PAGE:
WASHINGTON - Senators John Kerry, Diane Feinstein and Barbara Boxer are urging the Food and Drug Administration to test a wide range of lipstick brands for the presence of lead, to publicly report their results, and to limit lead in lipstick and other cosmetics products to "the lowest detectable levels found in laboratory tests."
The action by three U.S. Senators comes on the heels of a report last month by the Campaign for Safe Cosmetics, which found lead in 61 percent of 33 lipsticks tested. Levels ranged from 0.02 to 0.65 parts per million.
One-third of the lipsticks exceeded the FDA-recommended limit for lead in candy. Currently the agency sets no limit for lead in cosmetics products, nor does it require companies to safety test products before putting them on the shelves.
The FDA told the Associated Press in October that the agency would "look into" the laboratory results of lead in lipstick disclosed by the Campaign for Safe Cosmetics. More than six weeks later, FDA has not released any data.
"We commend the U.S. Senate for pushing FDA to take action. By remaining silent on this issue, FDA is not protecting the health of the American public," said Cindy Luppi, New England Program Director for Clean Water Action, a member of the Campaign for Safe Cosmetics.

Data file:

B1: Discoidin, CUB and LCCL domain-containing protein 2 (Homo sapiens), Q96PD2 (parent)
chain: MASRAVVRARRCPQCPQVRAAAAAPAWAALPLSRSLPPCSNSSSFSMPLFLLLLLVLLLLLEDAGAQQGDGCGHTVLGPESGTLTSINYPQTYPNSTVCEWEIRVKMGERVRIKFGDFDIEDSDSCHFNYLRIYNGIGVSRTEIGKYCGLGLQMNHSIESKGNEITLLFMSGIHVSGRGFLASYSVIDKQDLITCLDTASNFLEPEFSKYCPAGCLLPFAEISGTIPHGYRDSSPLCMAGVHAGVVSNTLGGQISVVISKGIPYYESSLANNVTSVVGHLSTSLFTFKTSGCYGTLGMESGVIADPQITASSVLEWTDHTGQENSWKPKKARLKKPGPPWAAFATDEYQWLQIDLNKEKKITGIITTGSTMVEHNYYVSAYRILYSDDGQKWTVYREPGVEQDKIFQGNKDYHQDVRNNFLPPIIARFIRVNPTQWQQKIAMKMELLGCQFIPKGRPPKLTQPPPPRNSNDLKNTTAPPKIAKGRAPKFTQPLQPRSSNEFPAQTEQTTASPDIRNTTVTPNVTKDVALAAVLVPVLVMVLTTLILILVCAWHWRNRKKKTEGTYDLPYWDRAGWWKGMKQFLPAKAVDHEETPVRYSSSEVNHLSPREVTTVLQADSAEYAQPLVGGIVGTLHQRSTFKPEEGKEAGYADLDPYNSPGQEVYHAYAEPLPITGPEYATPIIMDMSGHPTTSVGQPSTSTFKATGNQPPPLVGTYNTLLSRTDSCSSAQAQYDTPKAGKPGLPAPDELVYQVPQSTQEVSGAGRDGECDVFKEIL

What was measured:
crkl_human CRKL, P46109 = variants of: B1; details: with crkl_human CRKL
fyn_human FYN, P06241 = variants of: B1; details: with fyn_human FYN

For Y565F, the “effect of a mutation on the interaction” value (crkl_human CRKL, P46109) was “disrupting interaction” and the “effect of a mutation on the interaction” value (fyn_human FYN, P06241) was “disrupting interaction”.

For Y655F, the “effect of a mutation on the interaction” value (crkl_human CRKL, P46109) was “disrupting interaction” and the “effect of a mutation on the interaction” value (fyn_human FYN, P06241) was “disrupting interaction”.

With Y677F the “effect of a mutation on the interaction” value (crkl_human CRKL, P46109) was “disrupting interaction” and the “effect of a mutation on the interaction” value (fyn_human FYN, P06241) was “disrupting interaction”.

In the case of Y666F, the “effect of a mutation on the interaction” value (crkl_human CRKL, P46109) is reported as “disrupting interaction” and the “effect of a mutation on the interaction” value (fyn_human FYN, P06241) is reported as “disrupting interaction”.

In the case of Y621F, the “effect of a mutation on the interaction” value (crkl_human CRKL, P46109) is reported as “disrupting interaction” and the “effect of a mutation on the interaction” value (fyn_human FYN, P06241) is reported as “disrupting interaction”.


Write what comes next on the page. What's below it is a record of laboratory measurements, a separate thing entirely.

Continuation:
"Dangerous levels of lead in lipstick is the latest reminder that insufficient safeguards at the FDA pose real risks to everyday Americans," Kerry said in a statement. "There has been a continuous flow of unnerving news in recent months about the FDA's clear lack of oversight and inspection. Washington is gambling with our health, whether we are aware of it or not. It's time for the FDA to start taking this responsibility more seriously."
Sen. Kerry's press release can be found at http://kerry.senate.gov/cfm/record.cfm?id=287801.
Founding members of the Campaign for Safe Cosmetics include: Alliance for a Healthy Tomorrow, Breast Cancer Fund, Clean Water Fund, Commonweal, Environmental Working Group, Friends of the Earth, Massachusetts Breast Cancer Coalition, National Black Environmental Justice Network, National Environmental Trust and Women's Voices for the Earth.
Source: Campaign for Safe Cosmetics